The ex-high school athlete who can’t get over this disappointment and grow up is an archetype that anyone can recognize. The more sensible young athlete who accepts the disappointment and grows up develops the understanding that sport—for all its wonderful intensity—isn’t the most important thing in the universe.
The transition between thinking sport is all and realizing that it is just one factor in a life well led is a lengthy one for many of us to make (some never do). And for those that do accept the disappointment of failure in sport, some utterly reject all competition as a deceiving fraud, a holy grail that promised more than it delivered. Not everyone is able to complete the journey and find the symbolic “santa” of sports—the ideal of investing your all in something beyond yourself. People who get it as regards the poetic truth of Santa Claus may also get it when it comes to understanding that sport has a value beyond fame, fortune and glory. It is an organized, artificial mechanism by which your best is drawn from you.
And then there is yet another type of “santa” cycle—your relationship with parents. Many children grow up thinking of their parents as something nearly unreal and certainly idealistic. And much like the realization that there is no Santa, the realization that your parents are just people comes as a startling shock to many maturing children.
Recognizing that parents are just ordinary shmucks hits the child with a comparable disappointment, but a much more deep-seated unease. It is one of the fundamental turning points in growing into a fully mature adult. It is only much later (in many cases, only after we have our own children) that you realize that parents are indeed extraordinary—almost as extraordinary as you originally thought. The fully mature person gets beyond the startling realization that parents are only people, and comes to see that parents are extraordinary in their distinctive ability to extend a love that will never be matched by anyone else.
And finally, there is the “granddaddy of them all” as far as THE Santa cycle is concerned: God.
Many of us geezers grew up in a religious environment that included personified deities and literally presented doctrines that were comforting in their clarity, simplicity and definition. Many of us took this at face value and were then disappointed when confronted with evidence that much of this was just so much silliness, overstatement or—at worst—outright blatant manipulation. But those who grow to religious maturity realize that there is also an intangible, interpretive side to religious thought that contains poetic truth allowing for a much more fulsome and personal engagement with issues of transcendence.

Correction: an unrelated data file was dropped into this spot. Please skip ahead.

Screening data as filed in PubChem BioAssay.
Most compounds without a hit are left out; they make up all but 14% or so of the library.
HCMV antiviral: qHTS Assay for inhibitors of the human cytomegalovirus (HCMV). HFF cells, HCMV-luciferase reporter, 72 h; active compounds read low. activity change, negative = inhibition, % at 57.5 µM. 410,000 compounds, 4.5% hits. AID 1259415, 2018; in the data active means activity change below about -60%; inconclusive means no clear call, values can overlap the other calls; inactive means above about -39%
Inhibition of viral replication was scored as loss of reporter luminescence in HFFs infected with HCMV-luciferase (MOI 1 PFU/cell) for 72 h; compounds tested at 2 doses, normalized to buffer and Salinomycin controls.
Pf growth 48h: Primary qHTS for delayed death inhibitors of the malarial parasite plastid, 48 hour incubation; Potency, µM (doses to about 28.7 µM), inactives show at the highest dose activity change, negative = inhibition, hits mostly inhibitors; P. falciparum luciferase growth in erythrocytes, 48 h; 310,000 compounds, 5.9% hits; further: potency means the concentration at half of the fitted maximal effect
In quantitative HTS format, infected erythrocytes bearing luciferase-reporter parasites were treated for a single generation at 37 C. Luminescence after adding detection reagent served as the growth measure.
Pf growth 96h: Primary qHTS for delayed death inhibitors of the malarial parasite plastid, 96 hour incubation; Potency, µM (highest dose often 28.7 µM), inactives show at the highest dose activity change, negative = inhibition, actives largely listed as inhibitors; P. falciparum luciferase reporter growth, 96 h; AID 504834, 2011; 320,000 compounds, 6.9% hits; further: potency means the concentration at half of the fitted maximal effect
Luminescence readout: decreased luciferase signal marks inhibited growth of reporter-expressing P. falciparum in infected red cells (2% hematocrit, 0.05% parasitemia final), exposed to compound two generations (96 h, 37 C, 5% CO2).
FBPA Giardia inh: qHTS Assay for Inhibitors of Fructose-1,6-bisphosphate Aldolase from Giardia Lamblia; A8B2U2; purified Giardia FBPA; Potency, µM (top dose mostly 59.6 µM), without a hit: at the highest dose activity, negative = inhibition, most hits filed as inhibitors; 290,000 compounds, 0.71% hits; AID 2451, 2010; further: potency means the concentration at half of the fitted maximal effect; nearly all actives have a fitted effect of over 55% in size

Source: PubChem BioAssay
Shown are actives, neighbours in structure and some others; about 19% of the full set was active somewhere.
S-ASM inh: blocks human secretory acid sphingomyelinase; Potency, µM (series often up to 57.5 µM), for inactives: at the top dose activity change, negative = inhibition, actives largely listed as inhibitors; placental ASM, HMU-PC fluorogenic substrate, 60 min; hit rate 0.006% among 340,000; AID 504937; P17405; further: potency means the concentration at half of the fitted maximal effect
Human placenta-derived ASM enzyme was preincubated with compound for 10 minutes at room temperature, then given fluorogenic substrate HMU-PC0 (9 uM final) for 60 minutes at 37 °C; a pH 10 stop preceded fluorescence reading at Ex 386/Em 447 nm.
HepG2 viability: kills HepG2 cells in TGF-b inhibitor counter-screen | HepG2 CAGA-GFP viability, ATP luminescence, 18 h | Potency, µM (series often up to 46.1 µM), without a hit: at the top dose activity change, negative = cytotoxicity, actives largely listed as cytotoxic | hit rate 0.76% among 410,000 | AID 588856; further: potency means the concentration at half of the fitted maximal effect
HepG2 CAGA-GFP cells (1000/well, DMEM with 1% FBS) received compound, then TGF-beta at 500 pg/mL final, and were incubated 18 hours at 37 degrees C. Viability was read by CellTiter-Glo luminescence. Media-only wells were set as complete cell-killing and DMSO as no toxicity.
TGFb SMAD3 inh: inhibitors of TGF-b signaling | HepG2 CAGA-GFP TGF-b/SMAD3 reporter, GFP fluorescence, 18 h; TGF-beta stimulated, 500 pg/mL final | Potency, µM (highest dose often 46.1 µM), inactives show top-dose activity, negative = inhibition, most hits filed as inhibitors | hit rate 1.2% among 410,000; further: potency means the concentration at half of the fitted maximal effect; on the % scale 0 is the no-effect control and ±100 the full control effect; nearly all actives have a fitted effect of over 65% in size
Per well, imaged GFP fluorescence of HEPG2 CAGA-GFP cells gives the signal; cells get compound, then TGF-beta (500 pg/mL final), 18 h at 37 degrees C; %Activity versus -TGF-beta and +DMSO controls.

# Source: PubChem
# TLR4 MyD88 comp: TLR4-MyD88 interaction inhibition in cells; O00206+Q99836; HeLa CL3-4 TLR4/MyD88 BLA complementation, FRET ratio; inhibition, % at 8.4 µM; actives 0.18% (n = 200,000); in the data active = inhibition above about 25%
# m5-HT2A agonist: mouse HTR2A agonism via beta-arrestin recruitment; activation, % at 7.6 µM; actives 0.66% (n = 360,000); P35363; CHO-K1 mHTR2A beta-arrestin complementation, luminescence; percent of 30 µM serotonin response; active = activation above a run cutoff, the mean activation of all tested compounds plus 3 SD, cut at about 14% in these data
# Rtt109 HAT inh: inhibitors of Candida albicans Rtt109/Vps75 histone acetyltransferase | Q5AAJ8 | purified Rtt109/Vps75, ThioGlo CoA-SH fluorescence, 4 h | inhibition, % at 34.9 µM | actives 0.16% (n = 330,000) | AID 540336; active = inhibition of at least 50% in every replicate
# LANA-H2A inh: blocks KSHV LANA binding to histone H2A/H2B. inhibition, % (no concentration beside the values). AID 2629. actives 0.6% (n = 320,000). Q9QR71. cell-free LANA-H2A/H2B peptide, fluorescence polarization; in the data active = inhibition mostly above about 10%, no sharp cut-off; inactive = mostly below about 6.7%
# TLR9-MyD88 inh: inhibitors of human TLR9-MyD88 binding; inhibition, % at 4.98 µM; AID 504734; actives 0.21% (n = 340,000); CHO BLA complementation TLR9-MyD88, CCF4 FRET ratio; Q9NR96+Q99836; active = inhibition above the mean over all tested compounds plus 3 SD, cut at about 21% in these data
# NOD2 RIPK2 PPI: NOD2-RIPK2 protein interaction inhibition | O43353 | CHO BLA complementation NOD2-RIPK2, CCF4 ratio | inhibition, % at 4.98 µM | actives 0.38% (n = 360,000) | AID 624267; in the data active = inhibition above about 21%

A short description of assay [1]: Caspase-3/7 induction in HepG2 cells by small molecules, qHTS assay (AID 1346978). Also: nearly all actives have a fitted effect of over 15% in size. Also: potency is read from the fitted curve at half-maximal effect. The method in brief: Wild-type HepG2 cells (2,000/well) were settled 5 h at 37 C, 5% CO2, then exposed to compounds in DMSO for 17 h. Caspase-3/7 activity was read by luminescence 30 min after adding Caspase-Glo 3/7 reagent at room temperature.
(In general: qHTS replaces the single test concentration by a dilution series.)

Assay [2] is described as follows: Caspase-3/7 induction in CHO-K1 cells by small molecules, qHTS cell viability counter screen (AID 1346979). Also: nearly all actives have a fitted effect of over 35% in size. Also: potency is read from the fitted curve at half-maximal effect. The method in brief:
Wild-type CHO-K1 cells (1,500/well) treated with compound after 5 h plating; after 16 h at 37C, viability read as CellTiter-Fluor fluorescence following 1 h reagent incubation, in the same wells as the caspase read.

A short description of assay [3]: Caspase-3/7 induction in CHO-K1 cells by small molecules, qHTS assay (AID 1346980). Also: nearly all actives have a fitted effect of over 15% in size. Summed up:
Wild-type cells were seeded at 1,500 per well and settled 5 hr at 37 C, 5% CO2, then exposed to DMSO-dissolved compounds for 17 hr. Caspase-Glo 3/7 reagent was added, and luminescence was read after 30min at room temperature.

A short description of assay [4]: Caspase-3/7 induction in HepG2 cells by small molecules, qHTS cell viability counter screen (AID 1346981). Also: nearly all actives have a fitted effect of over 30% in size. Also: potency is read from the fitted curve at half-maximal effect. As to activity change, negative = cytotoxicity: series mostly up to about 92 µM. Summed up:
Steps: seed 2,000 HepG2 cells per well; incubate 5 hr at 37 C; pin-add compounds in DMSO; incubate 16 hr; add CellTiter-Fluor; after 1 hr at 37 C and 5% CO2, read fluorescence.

The word “God” may always come with an abundance of baggage, and may seem a bit overstated, but as an evocation of an order of things characterizing the universe we want to be a part of, it can be of occasional and unique use. Most people don’t get angry when they see a fake Santa helping to sell goods in a shopping mall. They’ve grown up and view such pretence with an appreciation of the intangible, long-term values that are being communicated (despite the cynical setting). Many people—helped by the Santa cycle—are able to get beyond the cynical, manipulative use of “God” that is so often observed and appreciate how a sophisticated religious vocabulary can help when facing events in life for which there are no other words.
Having reached a certain point in life, geezers are not fooled by first impressions. They believe that the most important things are expressed poetically and have symbolic, not literal, truth. They are skeptical of dogma, but realize that firm belief is just a way-station on the road to a more mature, enlightened understanding.
Geezers believe in Santa.